Russell Westbrook brought smiles to enthusiastic fans’ faces on a festive Tuesday morning in Tokyo.

Visiting Japan for the first time, he made a promotional stop at a crowded Nike shop in Harajuku as part of the ongoing Russell Westbrook 2018 Why Not Tour.

As he stepped on the stage, with NBA and B. League analyst Chris Sasaki serving simultaneously as master of ceremonies and translator, Westbrook was treated to a rock star’s entrance, not unlike the intro to a concert at a stadium. He made previous promotional stops in Shanghai and Beijing. The Tokyo stop was the final stretch of the summer tour.

Fans cheered and clapped for the seven-time NBA All-Star. He provided a glimpse into his life and basketball career and his thoughts on being a role model.

“It’s been amazing here,” Westbrook said, summing up his visit.

“People are showing me love,” he added. “I’m happy to be here.”

The feeling was mutual. Fans donned the Oklahoma City Thunder star’s No. 0 jersey and T-shirt. They snapped his photo and shot short videos, raising their cellphones to record the memories.

The Thunder are coming off a 48-34 season, with Westbrook and Paul George expected to shoulder a heavy load on offense for coach Billy Donovan’s club. Westbrook is raring to go.

“I feel great, man,” said Westbrook, looking ahead to the upcoming season. “We have a great team, a great group of guys. It should be an exciting season.”

The 190-cm floor leader has averaged 20 or more points per game for eight straight seasons. He’s dished out 10 or more assists per contest for three straight campaigns, and pulled down 10 or more rebounds in both 2016-17 and 2017-18.

Two seasons ago, the former UCLA standout became the first NBA player since Hall of Famer Oscar Robertson to average a triple-double for an entire season. The Big O accomplished the feat in 1961-62 for the Cincinnati Royals, posting averages of 30.8 points, 12.5 rebounds and 11.4 assists.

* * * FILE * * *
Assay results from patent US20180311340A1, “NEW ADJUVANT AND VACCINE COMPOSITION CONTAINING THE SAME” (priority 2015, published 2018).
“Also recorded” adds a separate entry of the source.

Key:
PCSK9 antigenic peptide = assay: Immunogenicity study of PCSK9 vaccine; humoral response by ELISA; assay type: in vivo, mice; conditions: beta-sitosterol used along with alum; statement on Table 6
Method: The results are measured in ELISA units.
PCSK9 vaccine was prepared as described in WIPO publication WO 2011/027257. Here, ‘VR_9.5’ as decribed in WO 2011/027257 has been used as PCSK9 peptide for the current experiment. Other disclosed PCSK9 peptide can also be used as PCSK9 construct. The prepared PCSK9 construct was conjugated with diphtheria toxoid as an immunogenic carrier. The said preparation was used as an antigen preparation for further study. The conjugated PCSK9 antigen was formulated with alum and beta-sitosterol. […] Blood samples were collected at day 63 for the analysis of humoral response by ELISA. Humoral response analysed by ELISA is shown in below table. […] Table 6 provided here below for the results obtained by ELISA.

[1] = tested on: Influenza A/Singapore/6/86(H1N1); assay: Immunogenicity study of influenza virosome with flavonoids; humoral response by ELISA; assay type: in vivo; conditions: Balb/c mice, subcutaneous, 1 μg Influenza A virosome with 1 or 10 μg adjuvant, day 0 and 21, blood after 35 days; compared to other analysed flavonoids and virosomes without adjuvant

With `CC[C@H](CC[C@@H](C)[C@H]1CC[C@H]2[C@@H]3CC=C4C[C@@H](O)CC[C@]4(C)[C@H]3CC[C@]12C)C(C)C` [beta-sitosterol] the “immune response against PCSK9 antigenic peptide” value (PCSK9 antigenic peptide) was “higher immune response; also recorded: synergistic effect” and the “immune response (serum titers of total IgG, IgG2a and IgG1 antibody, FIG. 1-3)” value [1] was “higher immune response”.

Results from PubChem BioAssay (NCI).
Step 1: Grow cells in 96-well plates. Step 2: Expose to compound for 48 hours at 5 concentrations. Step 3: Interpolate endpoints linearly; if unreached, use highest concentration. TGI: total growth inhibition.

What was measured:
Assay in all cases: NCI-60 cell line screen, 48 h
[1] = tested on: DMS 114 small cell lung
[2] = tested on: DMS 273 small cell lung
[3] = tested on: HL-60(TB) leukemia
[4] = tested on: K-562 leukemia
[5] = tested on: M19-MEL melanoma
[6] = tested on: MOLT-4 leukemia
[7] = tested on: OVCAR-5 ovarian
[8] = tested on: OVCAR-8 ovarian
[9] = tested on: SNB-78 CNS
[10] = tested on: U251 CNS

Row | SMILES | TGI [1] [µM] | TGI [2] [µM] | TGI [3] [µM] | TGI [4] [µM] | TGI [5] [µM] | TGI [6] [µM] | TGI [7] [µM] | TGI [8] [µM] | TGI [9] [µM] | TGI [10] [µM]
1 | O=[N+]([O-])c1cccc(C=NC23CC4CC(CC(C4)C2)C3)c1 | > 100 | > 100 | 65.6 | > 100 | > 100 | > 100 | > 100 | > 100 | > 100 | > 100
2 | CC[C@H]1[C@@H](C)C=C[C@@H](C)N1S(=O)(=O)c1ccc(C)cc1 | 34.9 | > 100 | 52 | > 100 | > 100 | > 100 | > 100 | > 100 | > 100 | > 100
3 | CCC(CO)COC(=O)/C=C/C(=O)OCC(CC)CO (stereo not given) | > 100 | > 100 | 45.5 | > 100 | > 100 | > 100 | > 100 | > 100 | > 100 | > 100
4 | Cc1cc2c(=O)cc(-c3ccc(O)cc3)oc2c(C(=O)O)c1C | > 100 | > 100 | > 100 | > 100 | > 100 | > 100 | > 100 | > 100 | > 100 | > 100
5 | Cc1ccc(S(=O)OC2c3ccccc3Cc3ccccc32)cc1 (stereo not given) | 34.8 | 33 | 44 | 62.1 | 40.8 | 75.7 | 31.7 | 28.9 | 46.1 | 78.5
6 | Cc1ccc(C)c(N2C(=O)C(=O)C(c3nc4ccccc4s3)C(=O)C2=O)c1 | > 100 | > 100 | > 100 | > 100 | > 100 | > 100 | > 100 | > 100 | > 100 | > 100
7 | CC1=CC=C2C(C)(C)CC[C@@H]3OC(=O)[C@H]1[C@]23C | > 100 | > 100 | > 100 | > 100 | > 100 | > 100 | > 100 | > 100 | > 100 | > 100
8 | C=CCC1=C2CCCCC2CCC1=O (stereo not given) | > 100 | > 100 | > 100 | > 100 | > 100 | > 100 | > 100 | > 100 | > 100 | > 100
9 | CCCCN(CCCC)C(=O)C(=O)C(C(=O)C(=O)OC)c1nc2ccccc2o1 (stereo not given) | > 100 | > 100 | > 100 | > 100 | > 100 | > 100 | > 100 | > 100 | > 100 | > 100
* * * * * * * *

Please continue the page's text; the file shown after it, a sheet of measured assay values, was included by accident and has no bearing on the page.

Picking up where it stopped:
This much is certain: Westbrook, too, will take a journey to the Naismith Memorial Basketball Hall of Fame in Springfield, Massachusetts, someday.

How does Westbrook’s signature phrase, Why Not, shape his approach to basketball and life?

“For me, it’s just aspiring the youth and aspiring people to believe in themselves . . . and do anything they put their mind to,” Westbrook said.

Westbrook’s motor is always running on the court. He plays with incredible energy — a staple of his pro career, which began in 2008. He was drafted No. 4 overall that summer, when the Seattle SuperSonics moved to Oklahoma City. He has played his entire pro career for OKC.

Indeed, he prides himself on his work ethic and the message that it sends to his teammates and the youth.

“I think the most important thing,” Westbrook said, “is you have to do the same thing that you ask others to do — go all out each game on the floor.”

Westbrook, who was born in Long Beach, California, answered a couple questions from fans. One young fan named Ibuki asked him if he could offer any advice to players.

The two-time All-Star Game MVP responded by telling him and the other fans that determination is key. He added: “Being committed and staying focused and practice every single day. . .”

He was also asked about the responsibility that comes with being a highly visible role model.

“I’m very blessed and humble,” he said of his outlook on life.

“I really stand behind that motto. It’s helped me be positive every day and inspire people around the world.”

He established the Russell Westbrook Why Not? Foundation in 2012. Its mission is to inspire the lives of children, empower them to ask ” ‘Why Not?’ and teach them to never give up,” according to a statement on its website.

Westbrook, a member of Team USA’s gold-medal winning squad at the 2012 London Olympics, demonstrated a comedian’s gift for timing toward the end of his talk session with fans at the Nike store.

“Selfie time,” he blurted out before hundreds of cellphones sprung into action at the same time.

The upbeat session ended with Sasaki leading a chant of “3, 2, 1, Why not!”

A children’s clinic took place for 30 minutes in late afternoon. It was followed by an exhibition match, with a group of players competing under the AllDay AllStar banner against the Westbrook-led Team Why Not, featuring B. League players, at Yoyogi Park in a five-on-five game.

For Team Why Not, Ira Brown (Ryukyu Golden Kings), Yuta Tabuse (Tochigi Brex), Kosuke Takeuchi (Brex), Tomoya Ochiai (Brex), Hiryu Okamoto (Hiroshima Dragonflies), Yuki Togashi (Chiba Jets Funabashi) and Takatoshi Furukawa (Golden Kings) competed.

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